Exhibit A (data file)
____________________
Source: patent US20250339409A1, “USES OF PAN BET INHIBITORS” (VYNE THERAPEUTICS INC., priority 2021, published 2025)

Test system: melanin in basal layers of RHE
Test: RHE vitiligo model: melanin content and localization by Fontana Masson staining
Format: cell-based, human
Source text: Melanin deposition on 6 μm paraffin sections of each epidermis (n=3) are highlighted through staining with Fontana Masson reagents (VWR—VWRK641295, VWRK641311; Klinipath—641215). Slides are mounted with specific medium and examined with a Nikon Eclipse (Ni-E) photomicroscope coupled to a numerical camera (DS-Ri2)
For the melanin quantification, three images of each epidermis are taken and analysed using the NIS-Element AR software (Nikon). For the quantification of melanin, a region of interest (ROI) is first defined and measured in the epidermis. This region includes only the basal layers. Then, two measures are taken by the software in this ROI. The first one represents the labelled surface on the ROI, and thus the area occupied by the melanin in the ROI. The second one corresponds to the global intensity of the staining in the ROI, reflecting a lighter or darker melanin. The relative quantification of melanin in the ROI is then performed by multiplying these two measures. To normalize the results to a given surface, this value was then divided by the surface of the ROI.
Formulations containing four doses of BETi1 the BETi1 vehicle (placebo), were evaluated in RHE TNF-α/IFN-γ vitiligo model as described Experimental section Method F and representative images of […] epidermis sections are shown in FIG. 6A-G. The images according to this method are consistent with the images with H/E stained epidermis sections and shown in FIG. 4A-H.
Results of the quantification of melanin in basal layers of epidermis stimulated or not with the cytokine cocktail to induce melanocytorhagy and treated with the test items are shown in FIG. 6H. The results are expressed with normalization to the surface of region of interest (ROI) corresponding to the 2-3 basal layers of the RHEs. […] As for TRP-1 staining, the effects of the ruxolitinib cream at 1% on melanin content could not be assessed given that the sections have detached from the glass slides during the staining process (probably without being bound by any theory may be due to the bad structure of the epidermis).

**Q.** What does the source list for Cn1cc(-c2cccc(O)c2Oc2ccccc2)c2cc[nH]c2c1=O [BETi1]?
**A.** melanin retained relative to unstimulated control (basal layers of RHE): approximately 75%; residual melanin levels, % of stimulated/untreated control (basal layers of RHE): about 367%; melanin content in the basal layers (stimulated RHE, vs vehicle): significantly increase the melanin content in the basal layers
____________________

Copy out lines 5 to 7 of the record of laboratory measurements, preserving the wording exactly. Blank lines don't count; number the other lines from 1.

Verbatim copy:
Source text: Melanin deposition on 6 μm paraffin sections of each epidermis (n=3) are highlighted through staining with Fontana Masson reagents (VWR—VWRK641295, VWRK641311; Klinipath—641215). Slides are mounted with specific medium and examined with a Nikon Eclipse (Ni-E) photomicroscope coupled to a numerical camera (DS-Ri2)
For the melanin quantification, three images of each epidermis are taken and analysed using the NIS-Element AR software (Nikon). For the quantification of melanin, a region of interest (ROI) is first defined and measured in the epidermis. This region includes only the basal layers. Then, two measures are taken by the software in this ROI. The first one represents the labelled surface on the ROI, and thus the area occupied by the melanin in the ROI. The second one corresponds to the global intensity of the staining in the ROI, reflecting a lighter or darker melanin. The relative quantification of melanin in the ROI is then performed by multiplying these two measures. To normalize the results to a given surface, this value was then divided by the surface of the ROI.
Formulations containing four doses of BETi1 the BETi1 vehicle (placebo), were evaluated in RHE TNF-α/IFN-γ vitiligo model as described Experimental section Method F and representative images of […] epidermis sections are shown in FIG. 6A-G. The images according to this method are consistent with the images with H/E stained epidermis sections and shown in FIG. 4A-H.